Ironically, the President’s reaction to Romney’s criticism on Libya provided Obama with his best optics of the night.  However, his false claim will likely revive this story once again in the media, which will hurt more than the optics will help, writes Stephen Hayes, and even more ironically, that will happen because it was perceived as a stumble on Romney’s part:

The second 2012 presidential debate featured a sharper Barack Obama, a series of tough exchanges, and one memorable back-and-forth on Libya. And just as Joe Biden’s answers on Libya in the vice presidential debate drove several days of news, the discussion of Libya Tuesday night will be central to the presidential contest over the next week.

There are several reasons for this: Obama’s answer on Libya was highly misleading; Romney stumbled in his response; the debate moderator fact-checked Romney during the debate but later acknowledged his broader point was correct; the administration hasn’t even begun to answer the questions at the center of the controversy; and the debate next Monday will focus on foreign policy.

Here’s the irony: Mitt Romney flubbed his response to the Libya question, and to average voters it probably seemed as though President Obama handled the exchange well. But the persistence of Libya as an issue, and the inability of the Obama administration to reconcile its early narrative with, well, reality—means that the issue is certain to help Romney and hurt Obama. And the fact that Romney’s answer was inartful virtually ensures the exchange will get more attention than it would have if the only mistake had been Obama’s.


Indeed.  I’d expect Romney to have these fact-check citations memorized for next Monday’s debate on foreign policy — and the extra attention this will receive might produce even more inconvenient truths about what State, the intelligence community, and the White House knew, and when they knew it.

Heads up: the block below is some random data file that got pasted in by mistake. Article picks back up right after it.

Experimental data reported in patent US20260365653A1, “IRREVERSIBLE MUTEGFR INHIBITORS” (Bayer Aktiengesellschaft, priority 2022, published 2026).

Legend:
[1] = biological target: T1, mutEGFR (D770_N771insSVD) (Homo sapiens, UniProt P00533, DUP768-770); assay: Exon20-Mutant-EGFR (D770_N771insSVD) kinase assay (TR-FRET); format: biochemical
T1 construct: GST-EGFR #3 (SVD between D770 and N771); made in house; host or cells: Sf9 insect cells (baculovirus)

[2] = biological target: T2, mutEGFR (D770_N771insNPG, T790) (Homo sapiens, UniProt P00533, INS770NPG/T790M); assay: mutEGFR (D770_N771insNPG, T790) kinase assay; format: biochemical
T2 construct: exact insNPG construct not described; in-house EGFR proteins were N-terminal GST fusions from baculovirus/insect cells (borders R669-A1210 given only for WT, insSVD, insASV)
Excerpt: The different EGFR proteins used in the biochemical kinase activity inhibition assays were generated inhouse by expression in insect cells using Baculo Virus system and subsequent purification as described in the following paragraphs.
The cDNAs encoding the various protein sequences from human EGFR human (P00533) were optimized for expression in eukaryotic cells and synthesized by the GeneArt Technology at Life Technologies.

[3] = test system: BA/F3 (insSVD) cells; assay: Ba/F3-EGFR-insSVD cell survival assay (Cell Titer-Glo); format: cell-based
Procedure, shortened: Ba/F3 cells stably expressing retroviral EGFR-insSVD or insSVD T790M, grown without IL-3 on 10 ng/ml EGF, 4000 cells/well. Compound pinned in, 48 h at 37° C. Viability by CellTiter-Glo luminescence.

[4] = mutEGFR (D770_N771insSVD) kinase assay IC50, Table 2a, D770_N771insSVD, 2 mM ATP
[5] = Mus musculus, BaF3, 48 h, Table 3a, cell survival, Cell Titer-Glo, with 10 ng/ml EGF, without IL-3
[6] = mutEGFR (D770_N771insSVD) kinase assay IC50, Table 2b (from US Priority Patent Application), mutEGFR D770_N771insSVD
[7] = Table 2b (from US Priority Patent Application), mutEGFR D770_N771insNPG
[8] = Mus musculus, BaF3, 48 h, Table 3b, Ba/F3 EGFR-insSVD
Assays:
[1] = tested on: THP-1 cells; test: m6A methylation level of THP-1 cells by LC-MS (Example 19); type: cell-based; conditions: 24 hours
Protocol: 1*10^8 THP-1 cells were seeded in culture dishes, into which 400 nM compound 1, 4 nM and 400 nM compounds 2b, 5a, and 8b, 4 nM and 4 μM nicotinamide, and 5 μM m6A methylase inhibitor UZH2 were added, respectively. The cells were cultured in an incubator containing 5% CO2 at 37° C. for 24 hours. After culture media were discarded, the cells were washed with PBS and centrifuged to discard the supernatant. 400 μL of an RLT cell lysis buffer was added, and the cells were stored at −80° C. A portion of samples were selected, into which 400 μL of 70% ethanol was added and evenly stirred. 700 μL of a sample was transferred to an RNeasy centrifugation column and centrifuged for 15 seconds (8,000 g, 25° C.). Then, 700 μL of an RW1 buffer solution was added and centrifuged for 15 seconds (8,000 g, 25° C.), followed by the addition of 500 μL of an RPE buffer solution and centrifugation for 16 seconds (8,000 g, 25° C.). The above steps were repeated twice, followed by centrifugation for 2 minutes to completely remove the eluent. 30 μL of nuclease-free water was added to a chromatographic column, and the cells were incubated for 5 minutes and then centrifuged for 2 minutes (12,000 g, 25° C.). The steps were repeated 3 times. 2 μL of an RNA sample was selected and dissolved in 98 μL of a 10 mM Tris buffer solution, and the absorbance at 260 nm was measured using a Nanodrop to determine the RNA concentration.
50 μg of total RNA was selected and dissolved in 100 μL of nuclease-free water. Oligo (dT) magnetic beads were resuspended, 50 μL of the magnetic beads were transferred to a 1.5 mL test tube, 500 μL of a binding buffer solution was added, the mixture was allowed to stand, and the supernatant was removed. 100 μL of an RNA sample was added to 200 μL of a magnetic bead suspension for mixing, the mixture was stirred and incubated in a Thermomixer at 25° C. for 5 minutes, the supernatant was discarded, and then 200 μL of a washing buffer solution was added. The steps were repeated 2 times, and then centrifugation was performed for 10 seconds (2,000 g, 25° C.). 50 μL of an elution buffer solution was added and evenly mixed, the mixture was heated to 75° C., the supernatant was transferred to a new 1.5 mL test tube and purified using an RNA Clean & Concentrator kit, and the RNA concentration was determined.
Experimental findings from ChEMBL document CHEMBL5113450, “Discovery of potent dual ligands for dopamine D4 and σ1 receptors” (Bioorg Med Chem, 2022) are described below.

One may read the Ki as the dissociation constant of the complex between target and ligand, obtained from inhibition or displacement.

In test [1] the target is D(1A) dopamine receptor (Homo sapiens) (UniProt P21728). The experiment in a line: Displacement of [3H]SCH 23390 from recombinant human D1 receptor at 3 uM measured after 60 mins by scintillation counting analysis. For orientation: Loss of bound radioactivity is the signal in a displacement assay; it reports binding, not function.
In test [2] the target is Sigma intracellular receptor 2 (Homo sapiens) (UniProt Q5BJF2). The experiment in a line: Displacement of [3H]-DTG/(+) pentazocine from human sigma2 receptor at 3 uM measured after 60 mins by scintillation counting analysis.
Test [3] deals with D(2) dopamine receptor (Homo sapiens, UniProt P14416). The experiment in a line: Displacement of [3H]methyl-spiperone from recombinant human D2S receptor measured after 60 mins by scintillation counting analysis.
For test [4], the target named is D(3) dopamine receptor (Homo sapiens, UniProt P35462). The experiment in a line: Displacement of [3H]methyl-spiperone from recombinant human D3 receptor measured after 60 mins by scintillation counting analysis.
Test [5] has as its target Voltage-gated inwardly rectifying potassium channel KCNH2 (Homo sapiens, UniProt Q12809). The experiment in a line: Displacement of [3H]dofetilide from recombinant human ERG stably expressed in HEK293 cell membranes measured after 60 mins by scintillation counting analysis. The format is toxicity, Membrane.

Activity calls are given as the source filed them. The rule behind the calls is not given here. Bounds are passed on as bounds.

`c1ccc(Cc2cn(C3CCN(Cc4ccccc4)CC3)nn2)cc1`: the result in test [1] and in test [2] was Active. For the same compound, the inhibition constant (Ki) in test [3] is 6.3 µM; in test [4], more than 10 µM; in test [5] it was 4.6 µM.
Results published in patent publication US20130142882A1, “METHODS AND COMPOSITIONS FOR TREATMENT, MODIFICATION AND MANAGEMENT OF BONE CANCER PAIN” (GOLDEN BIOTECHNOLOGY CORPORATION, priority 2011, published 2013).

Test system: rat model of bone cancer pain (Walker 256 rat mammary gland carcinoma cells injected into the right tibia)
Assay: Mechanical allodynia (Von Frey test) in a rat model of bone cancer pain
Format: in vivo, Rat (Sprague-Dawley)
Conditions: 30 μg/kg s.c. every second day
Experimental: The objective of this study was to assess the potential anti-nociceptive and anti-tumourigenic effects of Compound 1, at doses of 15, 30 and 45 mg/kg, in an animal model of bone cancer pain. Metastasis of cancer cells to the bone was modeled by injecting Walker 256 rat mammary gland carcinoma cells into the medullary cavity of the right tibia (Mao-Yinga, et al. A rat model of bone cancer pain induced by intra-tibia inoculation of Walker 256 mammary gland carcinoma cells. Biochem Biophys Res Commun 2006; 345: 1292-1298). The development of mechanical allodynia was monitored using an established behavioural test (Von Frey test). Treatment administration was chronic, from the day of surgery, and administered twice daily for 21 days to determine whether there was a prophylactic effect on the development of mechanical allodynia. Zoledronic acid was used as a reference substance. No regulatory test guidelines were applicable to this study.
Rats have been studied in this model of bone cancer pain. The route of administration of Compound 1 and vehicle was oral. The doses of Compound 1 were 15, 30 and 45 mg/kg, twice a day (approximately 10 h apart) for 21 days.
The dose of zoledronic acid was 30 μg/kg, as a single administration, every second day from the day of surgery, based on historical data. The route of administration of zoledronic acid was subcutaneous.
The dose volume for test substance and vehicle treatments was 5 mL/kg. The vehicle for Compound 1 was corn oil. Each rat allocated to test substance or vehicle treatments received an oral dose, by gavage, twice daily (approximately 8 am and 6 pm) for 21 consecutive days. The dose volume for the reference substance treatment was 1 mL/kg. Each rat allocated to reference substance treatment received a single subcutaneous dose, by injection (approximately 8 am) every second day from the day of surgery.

Update: American Crossroads dug up an admission by Jay Carney on September 20th that the administration had not called it an act of terror up to that point, emphases mine:

Q    Can you — have you called it a terrorist attack before?  Have you said that?

MR. CARNEY:  I haven’t, but — I mean, people attacked our embassy.  It’s an act of terror by definition.

Q    Yes, I just hadn’t heard you —

MR. CARNEY:  It doesn’t have to do with what date it occurred.

Q    No, I just hadn’t heard the White House say that this was an act of terrorism or a terrorist attack.  And I just —

MR. CARNEY:  I don’t think the fact that we hadn’t is not — as our NCTC Director testified yesterday, a number of different elements appear to have been involved in the attack, including individuals connected to militant groups that are prevalent in eastern Libya, particularly in the Benghazi area.  We are looking at indications that individuals involved in the attack may have had connections to al Qaeda or al Qaeda’s affiliates, in particular al Qaeda in the Islamic Maghreb.

That seems pretty conclusive.